Sheila Brown is honored in surprise celebration by friends, family and peers

Brown
Sheila R. Brown

Sheila R. Brown received a well-deserved surprise tribute Sunday afternoon, honoring the completion of her highly successful run as the Executive Director of the CineCares Division of Cinespace Film Studios.

Brown joined the Mirkopoulos and Pissios families at Cinespace in 2016 to help partner in the development of the Mirkopoulos Inclusion Program (MIP,) created to help young adults from traditionally underserved communities on the West and South sides of Chicago, obtain paid job training opportunities on network television shows.

Brown, who left the position in late May, was surprised with a celebration planned by Michele Santiago who worked with her at CineCares and her sister Charon Murphy.  The celebration immediately followed the assembly that Brown had organized at CineCity Studios as a casual social gathering for all Cohorts of the MIP Tribe.

More than half of her former trainees were present, when in the middle of the event, more people began to arrive. The group included Brown’s mom, Hattie Brown, her husband, Ken Purnell, several dear friends, Abe Thompson, Rosie Burke, Shonda Morrow, Takara Beathea-Gudell, Telisa Felders, and colleagues Nefertiti Fulks, Debra Wesley of Mt. Sinai, Kenneth Malone, Alex Felton, and Charles Walton of 100 Black Men of Chicago, and Craig Gilmore, retired DEI Executive at State Farm.  Alex Pissios, former President of Cinespace, who was out of town at the time, sent a congratulatory message to Brown.

“There were almost 50 MIP Tribe members who attended the gathering,” Brown said. “We started these all-MIP Tribe gatherings back in 2019 because we wanted to make sure that the members had an opportunity to get to know each other. And then we had 2020 and 2021 when no one could get together. I wanted the original folks to assemble for one last hurrah.” 


ALSO READ: Sheila R. Brown exits from CineCares after a long history of changing lives


“It was just so wonderful to see all of them,” said Brown.

Emotions were high early on when Michele Santiago, former CineCares Resource Coordinator asked the group, “How many people in this room have your union cards because Sheila Brown brought you into this program?” Hands went up all over the room.

“That made me cry,” said Brown.  “Just to see them in the room, have them say they didn’t know how to get in this industry and then to see all those hands go up. That was just awesome!” 

Hands raise to show the members of the MIP Tribe who have received their union card

Memories of the day (photo credits: Rhonda Nunn)

It was a day of gratitude and celebration. Many took advantage of the open mic to let Brown know how much she was appreciated.

“I remember being 25 and wondering how I would ever get into this industry. When you look behind the scenes, you do not see people who look like us. However, I have now been on Chicago Fire for five years. I talk to friends in Atlanta, L.A., New York, Toronto and there is no other program that can fill a room with people who look like you, feel like you, have had the same struggles as you but want to be here to hustle and do this film thing together!” Bianca Brown, first female Closer in Locations on Chicago Fire.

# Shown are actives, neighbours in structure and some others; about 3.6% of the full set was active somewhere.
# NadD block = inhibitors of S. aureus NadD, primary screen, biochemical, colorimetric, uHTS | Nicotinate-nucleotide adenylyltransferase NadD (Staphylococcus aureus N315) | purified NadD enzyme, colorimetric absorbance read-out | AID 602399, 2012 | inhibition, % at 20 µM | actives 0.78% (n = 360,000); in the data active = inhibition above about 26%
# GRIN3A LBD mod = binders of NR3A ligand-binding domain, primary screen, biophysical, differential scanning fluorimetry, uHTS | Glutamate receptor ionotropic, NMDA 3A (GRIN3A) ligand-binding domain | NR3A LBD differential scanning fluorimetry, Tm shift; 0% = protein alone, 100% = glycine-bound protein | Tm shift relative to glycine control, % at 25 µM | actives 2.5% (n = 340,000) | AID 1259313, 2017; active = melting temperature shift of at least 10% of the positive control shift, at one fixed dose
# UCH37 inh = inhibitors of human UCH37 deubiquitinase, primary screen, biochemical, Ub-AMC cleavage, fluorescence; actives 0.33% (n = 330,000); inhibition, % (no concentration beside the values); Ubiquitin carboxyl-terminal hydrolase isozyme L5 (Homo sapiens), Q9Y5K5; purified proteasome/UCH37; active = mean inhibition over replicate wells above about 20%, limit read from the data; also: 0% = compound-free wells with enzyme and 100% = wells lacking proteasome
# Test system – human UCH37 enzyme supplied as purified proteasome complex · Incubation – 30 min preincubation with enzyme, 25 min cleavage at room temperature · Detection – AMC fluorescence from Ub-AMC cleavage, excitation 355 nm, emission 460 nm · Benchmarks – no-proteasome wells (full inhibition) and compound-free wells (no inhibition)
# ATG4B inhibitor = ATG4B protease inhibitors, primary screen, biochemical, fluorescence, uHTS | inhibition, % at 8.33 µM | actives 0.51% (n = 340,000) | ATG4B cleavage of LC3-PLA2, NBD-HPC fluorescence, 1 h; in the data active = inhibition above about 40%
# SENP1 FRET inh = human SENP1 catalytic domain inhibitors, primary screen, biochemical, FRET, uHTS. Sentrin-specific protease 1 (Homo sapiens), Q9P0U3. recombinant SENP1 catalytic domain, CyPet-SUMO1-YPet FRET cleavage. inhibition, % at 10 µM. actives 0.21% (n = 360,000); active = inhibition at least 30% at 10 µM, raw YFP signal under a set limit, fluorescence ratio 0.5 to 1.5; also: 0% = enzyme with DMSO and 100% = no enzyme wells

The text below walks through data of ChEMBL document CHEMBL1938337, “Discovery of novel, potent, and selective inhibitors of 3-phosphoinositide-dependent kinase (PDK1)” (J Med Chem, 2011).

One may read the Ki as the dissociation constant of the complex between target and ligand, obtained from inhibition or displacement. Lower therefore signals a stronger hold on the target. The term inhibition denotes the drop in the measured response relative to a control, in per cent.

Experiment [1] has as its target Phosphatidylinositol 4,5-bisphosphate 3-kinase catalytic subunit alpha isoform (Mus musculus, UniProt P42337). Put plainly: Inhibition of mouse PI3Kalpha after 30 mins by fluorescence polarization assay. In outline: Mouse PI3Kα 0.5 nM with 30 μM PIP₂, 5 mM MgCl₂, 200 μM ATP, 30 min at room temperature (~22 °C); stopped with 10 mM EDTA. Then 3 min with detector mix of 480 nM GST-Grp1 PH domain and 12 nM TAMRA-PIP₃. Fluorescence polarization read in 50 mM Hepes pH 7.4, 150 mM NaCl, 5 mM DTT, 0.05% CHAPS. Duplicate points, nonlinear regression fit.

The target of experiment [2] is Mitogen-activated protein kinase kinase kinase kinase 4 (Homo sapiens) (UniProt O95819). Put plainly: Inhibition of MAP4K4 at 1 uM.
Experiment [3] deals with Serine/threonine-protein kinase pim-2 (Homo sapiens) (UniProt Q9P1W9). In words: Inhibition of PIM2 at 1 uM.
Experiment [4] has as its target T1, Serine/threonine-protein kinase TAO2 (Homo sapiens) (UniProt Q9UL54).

“The CineCares Foundation created an outlook for me that was life changing. Even though it’s 2022, we have a long way to go with this culture change, but you made a great impact on it.” Chris Summers, Local 600.  

“This is beautiful to see. I had no idea how big this was. It’s been life changing not only for me, but for everyone else. I love hearing everyone’s stories because we are all similar. We wanted to be in the business but had no idea how to get into it.” Joshua Garcia, Local 476.  

“I just want to say thank you because I had a dream and really wanted to be in the industry, but I could not see how that was going to happen until you opened the door for us. For that, I’m eternally grateful.” Michael Key, Jr., Local 476.  

“Thank you, Ms. Sheila. I had a rough start but then I transferred to the AD Dept on Chicago Fire and never looked back. I’m now the assistant to an Executive Producer on Chicago Fire.” Cassy “Sunshine” Williams, Chicago Fire.  

“I think we all have our ‘oh sh*t moments’ when we need to reach out to Sheila for guidance and everyone doesn’t have that. We can’t thank you enough for truly being there for us!” Joshua Perez, Health and Safety, Force  

Craig Gilmore, retired DEI Executive at State Farm, was in attendance.  “When you’re in the corporate world and you help someone, you help them take their next step in their career,” said Gilmore. “The difference with you is that the changes you’re making in their lives are transformational for both them and their families for generations to come. They were crawling over each other to have an opportunity to thank you and to talk about it. This was just beautiful to witness.”  

Brown said the day was emotionally exhausting. “It was such a fun time and of course I boo-hooed because I don’t like surprises!  They presented me with an Appreciation Award. There were so many people, including my family and friends.” She sighed. “It was a day I’ll never forget.” 


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